This was a ridiculously extreme set of conditions but it was a useful piece of knowledge to have -- I now know where to start worrying about that limit in this vehicle.
 

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"When in doubt, throttle out"


Seriously though, sounds like something more off-road capable would be needed for that property you're describing. You could look at reducing tire pressures but that would get cumbersome quickly. Interesting the traction control never full turns off though.
 

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Discussion Starter #3
Well yes. Generally it's ground-clearance that's the problem but not in this case; there wasn't any serious rutting or similar that got you into trouble there. If the drive had been PAVED it would have been ok too, but paving that would be prohibitively expensive (never mind the substrate requirements so it doesn't get washed out), so... no.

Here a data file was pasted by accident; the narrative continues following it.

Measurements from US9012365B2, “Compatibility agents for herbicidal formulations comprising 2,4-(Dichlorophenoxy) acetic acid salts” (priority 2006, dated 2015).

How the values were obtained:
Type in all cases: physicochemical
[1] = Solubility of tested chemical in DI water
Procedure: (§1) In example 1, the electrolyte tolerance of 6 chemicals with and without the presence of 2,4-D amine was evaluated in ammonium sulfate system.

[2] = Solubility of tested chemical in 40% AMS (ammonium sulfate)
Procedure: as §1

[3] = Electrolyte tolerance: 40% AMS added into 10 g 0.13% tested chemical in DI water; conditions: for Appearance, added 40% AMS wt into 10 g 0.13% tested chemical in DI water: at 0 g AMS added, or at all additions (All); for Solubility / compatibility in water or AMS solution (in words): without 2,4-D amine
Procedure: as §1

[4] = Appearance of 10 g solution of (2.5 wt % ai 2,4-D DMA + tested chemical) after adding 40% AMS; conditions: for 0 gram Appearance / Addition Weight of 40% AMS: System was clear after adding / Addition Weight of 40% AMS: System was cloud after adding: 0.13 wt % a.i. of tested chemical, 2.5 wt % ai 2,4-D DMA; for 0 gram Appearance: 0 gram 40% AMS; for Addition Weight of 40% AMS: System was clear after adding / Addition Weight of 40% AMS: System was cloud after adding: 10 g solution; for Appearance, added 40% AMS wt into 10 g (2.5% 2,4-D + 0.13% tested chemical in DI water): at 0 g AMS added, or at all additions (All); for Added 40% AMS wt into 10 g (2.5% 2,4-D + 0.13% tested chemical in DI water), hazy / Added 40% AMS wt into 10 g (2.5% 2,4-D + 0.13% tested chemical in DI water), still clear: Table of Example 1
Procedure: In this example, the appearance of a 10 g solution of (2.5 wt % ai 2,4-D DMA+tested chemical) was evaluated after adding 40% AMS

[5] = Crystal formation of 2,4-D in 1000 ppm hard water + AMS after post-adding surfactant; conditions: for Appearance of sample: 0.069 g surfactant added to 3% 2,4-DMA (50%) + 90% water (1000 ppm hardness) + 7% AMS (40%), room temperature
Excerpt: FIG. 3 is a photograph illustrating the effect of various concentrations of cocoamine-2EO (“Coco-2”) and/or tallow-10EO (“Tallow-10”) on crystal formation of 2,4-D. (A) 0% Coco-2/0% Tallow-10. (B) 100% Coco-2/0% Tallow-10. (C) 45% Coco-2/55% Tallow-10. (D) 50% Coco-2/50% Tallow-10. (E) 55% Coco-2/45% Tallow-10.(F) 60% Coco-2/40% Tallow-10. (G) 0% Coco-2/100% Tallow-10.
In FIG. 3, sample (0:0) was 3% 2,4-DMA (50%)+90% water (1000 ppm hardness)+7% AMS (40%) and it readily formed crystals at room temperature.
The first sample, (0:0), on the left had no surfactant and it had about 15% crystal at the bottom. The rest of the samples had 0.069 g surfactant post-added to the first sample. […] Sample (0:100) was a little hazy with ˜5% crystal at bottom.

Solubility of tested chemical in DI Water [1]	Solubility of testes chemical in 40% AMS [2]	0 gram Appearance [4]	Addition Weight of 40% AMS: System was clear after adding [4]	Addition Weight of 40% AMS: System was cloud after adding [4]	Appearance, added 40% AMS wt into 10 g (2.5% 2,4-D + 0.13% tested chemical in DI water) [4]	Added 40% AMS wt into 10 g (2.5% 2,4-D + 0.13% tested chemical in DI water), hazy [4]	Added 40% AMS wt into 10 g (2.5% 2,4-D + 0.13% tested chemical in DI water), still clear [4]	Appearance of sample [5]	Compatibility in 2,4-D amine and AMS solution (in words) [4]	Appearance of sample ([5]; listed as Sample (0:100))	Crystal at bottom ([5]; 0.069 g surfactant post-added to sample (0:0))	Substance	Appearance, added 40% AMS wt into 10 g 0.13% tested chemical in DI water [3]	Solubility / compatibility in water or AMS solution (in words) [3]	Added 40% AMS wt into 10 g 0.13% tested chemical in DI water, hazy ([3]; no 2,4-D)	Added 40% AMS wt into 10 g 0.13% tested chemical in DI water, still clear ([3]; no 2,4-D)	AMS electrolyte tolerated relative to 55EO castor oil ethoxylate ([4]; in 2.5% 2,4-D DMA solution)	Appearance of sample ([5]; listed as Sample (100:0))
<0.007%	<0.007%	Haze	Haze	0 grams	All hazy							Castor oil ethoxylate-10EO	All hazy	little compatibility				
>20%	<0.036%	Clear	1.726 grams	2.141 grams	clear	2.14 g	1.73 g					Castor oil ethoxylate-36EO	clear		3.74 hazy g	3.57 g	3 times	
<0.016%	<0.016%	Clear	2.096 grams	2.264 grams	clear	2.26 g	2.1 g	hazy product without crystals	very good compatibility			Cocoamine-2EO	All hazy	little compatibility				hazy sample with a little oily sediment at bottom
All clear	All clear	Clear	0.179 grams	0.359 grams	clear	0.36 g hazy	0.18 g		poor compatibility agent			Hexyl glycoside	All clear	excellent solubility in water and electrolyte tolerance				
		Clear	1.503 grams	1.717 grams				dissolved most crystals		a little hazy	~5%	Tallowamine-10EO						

Essentially what appears to be the case is that there is ECU code that detects what it thinks is serious wheel hop sort of stuff and shuts down the power delivery. This might in fact be a reasonable protective measure, as that sort of thing has a habit, if pushed too hard, of doing really SEVERE damage to things.

I wasn't all that surprised to find the limit; what was surprising was exactly what it came from. I suspect a Miata would have made it without too much trouble simply because it's rear-drive.
 

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Time to put it in reverse and try again! :lol:

I'm curious as to what the gradient is for that driveway because there's a section of Mt Washington Auto Road that's around 18% (maximum allowed for public roads) and it, until recently, was all clay. My 6 got up it without issue, but it also wasn't winding switchbacks so I could keep momentum going.